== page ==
Contract Doctrine, Theory & Practice Volume Three
first Edition

Contract Doctrine, Theory & Practice Volume Three

by J.H. Verkerke

J.H. Verkerke, Contract Doctrine, Theory & Practice, Published by CALI eLangdell Press. Available under a Creative Commons BY-SA 3.0 License. CALI® and eLangdell® are United States federally registered trademarks owned by the Center for Computer-Assisted Legal Instruction. The cover art design is a copyrighted work of CALI, all rights reserved. The CALI graphical logo is a trademark and may not be used without permission. Should you create derivative works based on the text of this book or other Creative Commons materials therein, you may not use this book’s cover art and the aforementioned logos, or any derivative thereof, to imply endorsement or otherwise without written permission from CALI.

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This is Volume 3 in a three volume series written for Contracts Law.  Its former title is "Collaborative Teaching Materials for Contracts." 

The first semester of law school is mostly about learning to speak a new legal language (but emphatically not “legalese”), to formulate and evaluate legal arguments, to become comfortable with the distinctive style of legal analysis. We could teach these skills using almost any legal topic. But we begin the first-year curriculum with subjects that pervade the entire field of law. Contract principles have a long history and they form a significant part of the way that lawyers think about many legal problems. As you will discover when you study insurance law, employment law, family law, and dozens of other practice areas, your knowledge of contract doctrine and theory will be invaluable.

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Contract Doctrine, Theory & Practice
About the Author
About CALI eLangdell Press
1. Identifying and Interpreting the Terms of an Agreement
1.1. The Common Law Parol Evidence Rule
1.1.1. Principal Case – Mitchill v. Lath
1.1.2. Principal Case – Masterson v. Sine
1.2. The UCC Parol Evidence Rule
1.2.1. Principal Case – Hunt Foods & Industries v. Doliner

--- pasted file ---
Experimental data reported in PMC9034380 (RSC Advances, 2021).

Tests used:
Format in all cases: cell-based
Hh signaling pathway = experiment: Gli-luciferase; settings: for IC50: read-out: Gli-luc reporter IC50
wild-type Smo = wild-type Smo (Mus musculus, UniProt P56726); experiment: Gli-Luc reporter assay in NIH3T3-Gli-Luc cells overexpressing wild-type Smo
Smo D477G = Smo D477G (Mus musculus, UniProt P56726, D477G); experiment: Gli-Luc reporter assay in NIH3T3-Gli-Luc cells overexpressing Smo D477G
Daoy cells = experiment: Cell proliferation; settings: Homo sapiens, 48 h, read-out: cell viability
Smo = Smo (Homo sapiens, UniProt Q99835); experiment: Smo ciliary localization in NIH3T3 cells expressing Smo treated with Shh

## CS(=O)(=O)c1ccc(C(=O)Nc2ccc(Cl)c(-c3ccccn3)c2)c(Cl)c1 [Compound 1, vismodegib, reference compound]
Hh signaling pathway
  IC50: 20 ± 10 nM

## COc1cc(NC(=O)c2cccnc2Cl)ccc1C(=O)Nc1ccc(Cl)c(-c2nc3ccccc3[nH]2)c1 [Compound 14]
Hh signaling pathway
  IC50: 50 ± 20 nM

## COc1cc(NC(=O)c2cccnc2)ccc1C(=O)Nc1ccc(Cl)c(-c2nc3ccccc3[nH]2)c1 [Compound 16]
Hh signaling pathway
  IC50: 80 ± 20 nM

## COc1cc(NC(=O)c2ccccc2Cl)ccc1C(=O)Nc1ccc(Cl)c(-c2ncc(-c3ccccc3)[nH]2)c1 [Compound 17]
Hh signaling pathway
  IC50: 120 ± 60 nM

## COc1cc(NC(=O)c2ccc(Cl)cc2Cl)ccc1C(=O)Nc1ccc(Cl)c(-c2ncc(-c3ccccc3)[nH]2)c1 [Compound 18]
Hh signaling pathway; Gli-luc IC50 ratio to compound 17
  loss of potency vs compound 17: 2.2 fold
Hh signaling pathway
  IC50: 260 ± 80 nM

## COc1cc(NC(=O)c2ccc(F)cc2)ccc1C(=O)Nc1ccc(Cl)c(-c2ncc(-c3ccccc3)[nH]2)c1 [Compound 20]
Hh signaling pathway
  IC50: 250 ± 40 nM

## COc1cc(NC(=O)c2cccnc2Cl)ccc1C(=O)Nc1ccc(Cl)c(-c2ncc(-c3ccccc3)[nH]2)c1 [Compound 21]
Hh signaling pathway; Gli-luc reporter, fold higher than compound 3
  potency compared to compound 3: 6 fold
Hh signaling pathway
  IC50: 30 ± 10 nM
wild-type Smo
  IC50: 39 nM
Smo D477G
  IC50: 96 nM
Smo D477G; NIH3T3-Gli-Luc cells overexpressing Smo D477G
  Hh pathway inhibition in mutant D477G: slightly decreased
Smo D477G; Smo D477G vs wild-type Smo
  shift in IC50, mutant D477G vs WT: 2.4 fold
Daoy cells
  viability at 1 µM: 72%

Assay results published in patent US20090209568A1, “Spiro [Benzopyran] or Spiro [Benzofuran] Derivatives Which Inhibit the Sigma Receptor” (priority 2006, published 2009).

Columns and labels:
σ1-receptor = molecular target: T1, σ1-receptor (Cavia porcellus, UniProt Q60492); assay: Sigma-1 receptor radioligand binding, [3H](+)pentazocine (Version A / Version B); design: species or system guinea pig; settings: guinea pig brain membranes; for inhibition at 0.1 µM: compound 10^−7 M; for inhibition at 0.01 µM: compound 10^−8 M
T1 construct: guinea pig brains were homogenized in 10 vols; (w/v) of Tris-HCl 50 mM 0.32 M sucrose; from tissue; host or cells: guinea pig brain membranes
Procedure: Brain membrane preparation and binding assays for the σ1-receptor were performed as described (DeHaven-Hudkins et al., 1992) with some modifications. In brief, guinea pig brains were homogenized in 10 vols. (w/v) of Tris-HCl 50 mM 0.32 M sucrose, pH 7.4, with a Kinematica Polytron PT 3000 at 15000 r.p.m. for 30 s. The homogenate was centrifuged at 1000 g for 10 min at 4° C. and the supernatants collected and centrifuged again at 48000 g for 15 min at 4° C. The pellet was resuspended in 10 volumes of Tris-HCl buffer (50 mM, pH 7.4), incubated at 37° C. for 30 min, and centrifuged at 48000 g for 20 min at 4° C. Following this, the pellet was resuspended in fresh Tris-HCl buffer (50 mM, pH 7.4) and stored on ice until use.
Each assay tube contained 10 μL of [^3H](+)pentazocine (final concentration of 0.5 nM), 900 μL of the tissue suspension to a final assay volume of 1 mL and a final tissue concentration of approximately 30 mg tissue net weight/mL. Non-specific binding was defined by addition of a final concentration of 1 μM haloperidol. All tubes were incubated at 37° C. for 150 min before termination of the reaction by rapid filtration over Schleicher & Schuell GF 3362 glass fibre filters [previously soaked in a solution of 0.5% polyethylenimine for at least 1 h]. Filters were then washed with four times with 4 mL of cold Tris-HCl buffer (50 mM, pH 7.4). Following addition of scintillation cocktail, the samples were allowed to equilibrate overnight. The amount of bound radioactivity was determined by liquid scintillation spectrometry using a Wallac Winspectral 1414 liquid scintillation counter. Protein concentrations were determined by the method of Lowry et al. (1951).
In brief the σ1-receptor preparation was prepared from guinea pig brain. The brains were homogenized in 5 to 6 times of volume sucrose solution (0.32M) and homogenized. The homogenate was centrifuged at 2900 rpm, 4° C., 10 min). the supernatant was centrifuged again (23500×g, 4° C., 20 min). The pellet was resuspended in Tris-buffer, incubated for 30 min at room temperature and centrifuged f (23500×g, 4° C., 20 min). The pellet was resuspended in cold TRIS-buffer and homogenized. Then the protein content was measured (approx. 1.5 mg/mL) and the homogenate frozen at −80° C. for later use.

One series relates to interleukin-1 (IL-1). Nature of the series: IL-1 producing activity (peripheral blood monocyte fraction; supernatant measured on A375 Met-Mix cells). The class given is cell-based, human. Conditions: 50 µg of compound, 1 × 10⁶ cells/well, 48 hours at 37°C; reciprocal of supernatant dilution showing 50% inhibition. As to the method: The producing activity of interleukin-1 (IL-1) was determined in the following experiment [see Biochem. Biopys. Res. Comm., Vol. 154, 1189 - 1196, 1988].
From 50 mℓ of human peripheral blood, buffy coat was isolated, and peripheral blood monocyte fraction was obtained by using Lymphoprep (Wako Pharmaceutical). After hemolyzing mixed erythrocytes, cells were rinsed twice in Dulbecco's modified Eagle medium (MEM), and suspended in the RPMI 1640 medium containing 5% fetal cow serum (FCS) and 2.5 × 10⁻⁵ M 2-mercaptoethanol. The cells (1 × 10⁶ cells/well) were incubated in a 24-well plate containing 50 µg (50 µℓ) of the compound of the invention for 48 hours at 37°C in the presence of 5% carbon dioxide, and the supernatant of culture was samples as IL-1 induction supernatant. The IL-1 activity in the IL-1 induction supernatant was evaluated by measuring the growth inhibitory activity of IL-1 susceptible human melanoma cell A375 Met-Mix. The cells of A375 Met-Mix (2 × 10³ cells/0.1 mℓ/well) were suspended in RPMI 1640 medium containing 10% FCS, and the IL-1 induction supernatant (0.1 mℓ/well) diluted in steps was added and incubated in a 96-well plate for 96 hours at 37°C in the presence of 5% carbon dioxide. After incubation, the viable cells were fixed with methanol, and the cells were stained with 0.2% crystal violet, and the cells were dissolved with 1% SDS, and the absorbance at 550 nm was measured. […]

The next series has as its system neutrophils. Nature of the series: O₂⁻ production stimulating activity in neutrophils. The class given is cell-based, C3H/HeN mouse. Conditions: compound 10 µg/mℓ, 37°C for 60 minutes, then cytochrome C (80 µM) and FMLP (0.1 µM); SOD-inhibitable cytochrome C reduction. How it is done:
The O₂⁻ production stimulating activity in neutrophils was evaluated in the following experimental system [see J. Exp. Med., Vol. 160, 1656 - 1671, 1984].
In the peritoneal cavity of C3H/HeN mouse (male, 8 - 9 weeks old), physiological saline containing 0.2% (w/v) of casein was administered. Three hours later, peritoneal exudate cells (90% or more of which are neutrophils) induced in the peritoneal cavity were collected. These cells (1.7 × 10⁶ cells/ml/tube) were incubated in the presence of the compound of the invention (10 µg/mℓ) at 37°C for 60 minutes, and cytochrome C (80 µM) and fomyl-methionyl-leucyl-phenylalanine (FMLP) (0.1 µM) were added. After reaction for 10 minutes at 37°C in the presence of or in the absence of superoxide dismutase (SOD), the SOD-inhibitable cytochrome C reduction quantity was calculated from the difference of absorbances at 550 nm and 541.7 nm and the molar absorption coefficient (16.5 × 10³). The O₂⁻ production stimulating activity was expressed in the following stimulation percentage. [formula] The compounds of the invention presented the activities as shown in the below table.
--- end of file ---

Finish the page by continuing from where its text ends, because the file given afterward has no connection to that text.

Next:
1.3. Interpretation
2. Remedies for Breach
2.1. Limitations on Damages
2.1.1. Principal Case – Hadley v. Baxendale
2.1.2. Introduction to the Certainty Limitation
2.1.3. Principal Case – Drews Company v. Ledwith-Wolfe Associates
2.1.4. Introduction to Avoidability and Mitigation
2.1.5. Principal Case – Rockingham County v. Luten Bridge Co.
2.1.6. Principal Case – Parker v. Twentieth Century-Fox Film Corp.
2.2. Cost of Completion vs. Difference in Value
2.2.1. Principal Case – American Standard v. Schectman
2.2.2. Principal Case – Peevyhouse v. Garland Coal & Mining Co.
2.3. Liquidated Damages
2.3.1. Principal Case – Lake River Corp. v. Carborundum Co.
2.3.2. Principal Case – C & H Sugar Co. v. Sun Ship
2.4. Specific Performance
2.4.1. Principal Case – Klein v. Pepsico
2.4.2. Principal Case – Sedmak v. Charlie’s Chevrolet, Inc.
2.5. Monetary Damages
2.5.1. The “Coase Theorem” and Efficient Breach
2.5.2. Principal Case – Freund v. Washington Square Press
2.5.3. Introduction

J.H. (Rip) Verkerke is a professor of law and director of the Program for Employment and Labor Law Studies at the University of Virginia School of Law. He earned an M.Phil. in economics and a J.D. from Yale University. He joined the UVA Law School faculty in 1991 after clerking for Judge Ralph K. Winter, Jr. of the U.S. Court of Appeals for the Second Circuit. Verkerke teaches contracts, several employment law courses and a seminar on behavioral economic analysis of law.


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